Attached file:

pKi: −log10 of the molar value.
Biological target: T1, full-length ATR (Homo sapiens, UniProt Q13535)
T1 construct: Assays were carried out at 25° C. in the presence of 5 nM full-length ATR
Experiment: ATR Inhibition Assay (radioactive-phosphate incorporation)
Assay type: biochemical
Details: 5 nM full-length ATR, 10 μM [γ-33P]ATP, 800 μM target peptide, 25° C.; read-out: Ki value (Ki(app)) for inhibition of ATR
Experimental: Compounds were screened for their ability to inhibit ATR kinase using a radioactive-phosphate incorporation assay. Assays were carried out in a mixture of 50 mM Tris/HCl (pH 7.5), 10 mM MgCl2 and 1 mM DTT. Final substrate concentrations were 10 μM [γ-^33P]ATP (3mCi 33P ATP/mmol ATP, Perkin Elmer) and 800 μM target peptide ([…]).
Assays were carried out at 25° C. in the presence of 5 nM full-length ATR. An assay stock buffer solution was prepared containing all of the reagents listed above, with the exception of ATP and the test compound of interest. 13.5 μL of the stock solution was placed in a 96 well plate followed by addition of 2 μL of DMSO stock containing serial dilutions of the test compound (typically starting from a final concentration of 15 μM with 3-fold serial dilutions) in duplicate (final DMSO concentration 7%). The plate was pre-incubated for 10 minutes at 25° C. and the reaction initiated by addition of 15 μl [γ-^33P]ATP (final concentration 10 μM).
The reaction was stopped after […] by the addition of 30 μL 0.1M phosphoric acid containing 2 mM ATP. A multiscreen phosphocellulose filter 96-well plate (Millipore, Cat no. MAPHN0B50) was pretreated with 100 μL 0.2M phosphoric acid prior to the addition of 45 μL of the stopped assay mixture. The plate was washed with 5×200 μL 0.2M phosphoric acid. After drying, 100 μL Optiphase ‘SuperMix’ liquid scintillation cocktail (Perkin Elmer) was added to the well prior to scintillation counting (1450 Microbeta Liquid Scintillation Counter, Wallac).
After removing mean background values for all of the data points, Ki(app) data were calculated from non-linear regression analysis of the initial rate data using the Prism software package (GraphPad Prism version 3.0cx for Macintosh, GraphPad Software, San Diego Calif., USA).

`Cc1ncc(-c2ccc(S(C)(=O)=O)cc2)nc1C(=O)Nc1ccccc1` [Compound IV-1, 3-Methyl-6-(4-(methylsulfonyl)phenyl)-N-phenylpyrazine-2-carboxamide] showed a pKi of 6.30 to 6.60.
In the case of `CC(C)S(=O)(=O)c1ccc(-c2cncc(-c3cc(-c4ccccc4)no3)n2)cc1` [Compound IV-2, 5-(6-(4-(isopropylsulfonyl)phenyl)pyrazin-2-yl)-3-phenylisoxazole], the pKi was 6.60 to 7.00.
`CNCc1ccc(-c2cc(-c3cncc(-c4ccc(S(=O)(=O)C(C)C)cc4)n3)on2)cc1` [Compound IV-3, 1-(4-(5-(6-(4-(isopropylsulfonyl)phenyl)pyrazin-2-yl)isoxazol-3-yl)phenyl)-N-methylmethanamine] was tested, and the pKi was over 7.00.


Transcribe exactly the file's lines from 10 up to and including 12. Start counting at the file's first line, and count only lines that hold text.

After removing mean background values for all of the data points, Ki(app) data were calculated from non-linear regression analysis of the initial rate data using the Prism software package (GraphPad Prism version 3.0cx for Macintosh, GraphPad Software, San Diego Calif., USA).

`Cc1ncc(-c2ccc(S(C)(=O)=O)cc2)nc1C(=O)Nc1ccccc1` [Compound IV-1, 3-Methyl-6-(4-(methylsulfonyl)phenyl)-N-phenylpyrazine-2-carboxamide] showed a pKi of 6.30 to 6.60.
In the case of `CC(C)S(=O)(=O)c1ccc(-c2cncc(-c3cc(-c4ccccc4)no3)n2)cc1` [Compound IV-2, 5-(6-(4-(isopropylsulfonyl)phenyl)pyrazin-2-yl)-3-phenylisoxazole], the pKi was 6.60 to 7.00.